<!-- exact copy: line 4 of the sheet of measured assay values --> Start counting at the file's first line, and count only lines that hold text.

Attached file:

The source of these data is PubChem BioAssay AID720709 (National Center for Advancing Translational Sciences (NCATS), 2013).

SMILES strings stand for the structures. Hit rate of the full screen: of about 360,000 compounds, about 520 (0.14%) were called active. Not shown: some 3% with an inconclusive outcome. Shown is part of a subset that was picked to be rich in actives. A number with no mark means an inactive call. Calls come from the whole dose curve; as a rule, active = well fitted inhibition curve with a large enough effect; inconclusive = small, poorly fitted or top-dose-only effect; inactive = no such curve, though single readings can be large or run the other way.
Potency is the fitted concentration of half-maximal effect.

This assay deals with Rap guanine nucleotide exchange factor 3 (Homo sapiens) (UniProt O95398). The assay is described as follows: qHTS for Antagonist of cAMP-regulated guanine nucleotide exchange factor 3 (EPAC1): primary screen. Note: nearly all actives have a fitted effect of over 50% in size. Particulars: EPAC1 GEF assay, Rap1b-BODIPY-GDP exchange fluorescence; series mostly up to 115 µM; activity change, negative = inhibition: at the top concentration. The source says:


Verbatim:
This assay deals with Rap guanine nucleotide exchange factor 3 (Homo sapiens) (UniProt O95398). The assay is described as follows: qHTS for Antagonist of cAMP-regulated guanine nucleotide exchange factor 3 (EPAC1): primary screen. Note: nearly all actives have a fitted effect of over 50% in size. Particulars: EPAC1 GEF assay, Rap1b-BODIPY-GDP exchange fluorescence; series mostly up to 115 µM; activity change, negative = inhibition: at the top concentration. The source says: